“Sec. 10-223i. Contracts between boards of education and not-for-profit educational management organizations…the local or regional board of education for a school participating in the commissioner’s network of schools, as described in section 10-223h, that is implementing a turnaround plan that assigns the management, administration or governance of such school to a not-for-profit educational management organization, as defined in section 10-223h, shall include in each contract with such approved not-for-profit educational management organization a requirement that such not-for-profit educational management organization annually submit to the Commissioner of Education, and make publicly available, a report on the operations of such school…”
So by state law, the agreement between FUSE/Jumoke and the Hartford Board of Education MUST be a “contract.”
In this case, Hartford was responsible for submitting a turnaround plan for Milner and the State Board of Education then approved that plan. It was Hartford that decided to delegate the Milner School to Jumoke Academy. It could have chosen to hand over the school to another entity or could have decided to use its own management skills to turnaround the school. Regardless, once the City decided to pick someone else to run the school, it was required to make that choice using an appropriate purchasing process.
And Hartford failed to perform that most basic function.
Now, as every legislator knows, it is possible to write a bill that exempts certain actions from an existing law. For example, Malloy’s education bill could have said, “Notwithstanding state purchasing laws and municipal codes, boards of education may sign contracts with not-for-profit educational management organizations without going through purchasing requirements.”
Legislative language like that would have allowed the state and towns to circumvent contracting requirements when handing over public schools to third parties. BUT THE LEGISLATURE DID NOT INCLUDE SUCH LANGUAGE.
So the law is the law.
Hartford may develop a contract with the FUSE/Jumoke Academy Inc., but if it wishes to do so, it must follow state and municipal purchasing laws.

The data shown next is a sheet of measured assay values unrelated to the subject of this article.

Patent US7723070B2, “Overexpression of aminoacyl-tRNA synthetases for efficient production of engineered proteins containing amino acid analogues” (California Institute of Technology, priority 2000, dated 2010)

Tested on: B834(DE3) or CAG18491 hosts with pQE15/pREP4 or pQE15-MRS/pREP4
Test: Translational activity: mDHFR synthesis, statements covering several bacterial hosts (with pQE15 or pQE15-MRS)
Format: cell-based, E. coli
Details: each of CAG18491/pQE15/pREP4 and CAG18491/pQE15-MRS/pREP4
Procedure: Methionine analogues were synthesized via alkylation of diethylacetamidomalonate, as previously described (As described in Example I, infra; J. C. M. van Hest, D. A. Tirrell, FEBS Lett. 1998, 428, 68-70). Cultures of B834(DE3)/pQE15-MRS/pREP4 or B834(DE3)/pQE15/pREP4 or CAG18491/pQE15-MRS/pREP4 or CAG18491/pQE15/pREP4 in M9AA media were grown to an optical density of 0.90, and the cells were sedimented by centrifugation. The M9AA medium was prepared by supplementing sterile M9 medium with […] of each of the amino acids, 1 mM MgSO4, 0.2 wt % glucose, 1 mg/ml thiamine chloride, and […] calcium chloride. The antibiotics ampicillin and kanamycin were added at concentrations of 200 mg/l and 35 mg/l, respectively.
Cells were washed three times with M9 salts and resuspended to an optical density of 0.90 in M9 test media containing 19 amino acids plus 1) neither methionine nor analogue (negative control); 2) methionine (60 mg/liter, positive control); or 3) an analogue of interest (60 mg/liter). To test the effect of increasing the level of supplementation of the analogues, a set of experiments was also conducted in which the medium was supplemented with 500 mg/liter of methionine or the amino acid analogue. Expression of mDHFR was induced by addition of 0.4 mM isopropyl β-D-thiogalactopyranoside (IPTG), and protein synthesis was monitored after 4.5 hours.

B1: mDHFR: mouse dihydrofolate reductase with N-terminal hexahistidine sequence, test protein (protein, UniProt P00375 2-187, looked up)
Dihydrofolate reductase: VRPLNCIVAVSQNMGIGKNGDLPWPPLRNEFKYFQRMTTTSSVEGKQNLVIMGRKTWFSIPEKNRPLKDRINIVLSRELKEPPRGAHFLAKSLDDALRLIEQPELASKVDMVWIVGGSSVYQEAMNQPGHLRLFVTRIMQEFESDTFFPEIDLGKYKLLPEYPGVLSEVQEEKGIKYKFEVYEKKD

The Board of Education failed to do that and that means the contract they claim to have approved is, in fact, illegal.
As Americans we don’t pick and choose which laws we want to follow. The law is the law and no one is above the law.
The Hartford Board of Education must, like all government entities, follow the law. Even when the law is inconvenient.
They could have followed the law. They should have followed the law.
Instead they have backed themselves into a very difficult position by attempting to approve an illegal contract.
The only way out is to admit their mistake and go back and do things the right way.
Anything short of that is unacceptable.
Charter Schools, Christina Kishimoto, Education Reform, Hartford, Malloy, Stefan Pryor Christina Kishimoto, Jumoke Academy, Malloy, Milner School, Stefan Pryor
Long before Governor Malloy’s “education reform” bill passed, the Malloy Administration, Hartford Superintendent of Schools Christina Kishimoto and the Jumoke Academy had been scheming to hand over Hartford’s Thurman Milner School to the Jumoke Academy.
Along with the transfer of the school comes millions and millions of public funds.
At noon today, October 19, 2012, Governor Malloy will be visiting the Jumoke Academy at Milner. The report is that the Governor, along with Stefan Pryor, his Commissioner of Education, will be visiting each of the “Commissioner’s Network Schools to engage with key stakeholders around the progress of the turnaround plan.”
Of all the absurd and devastating elements of Malloy’s education reform and privatization activities, none is more outrageous than what has occurred to the students, parents and teachers of the Milner School.
Months after this process began, money is being funneled to the Jumoke Academy and yet there is no contract or memorandum of agreement between the State of Connecticut, the City of Hartford and the Jumoke Academy to ensure that Jumoke fulfills its obligations to Milner’s students and their families.
Connecticut law forbids the transfer of state funds without some type of contract, yet millions of dollars are being provided to the Family Urban Schools of Excellence, the company that runs the Jumoke Academy.
Yet no bid process took place.
No sole-source contract slipped through.
No Memorandum of Understanding was developed and signed to ensure taxpayer funds are being spent properly.
Here at Wait, What? we’ve reviewed the facts about Milner and Jumoke a number of times.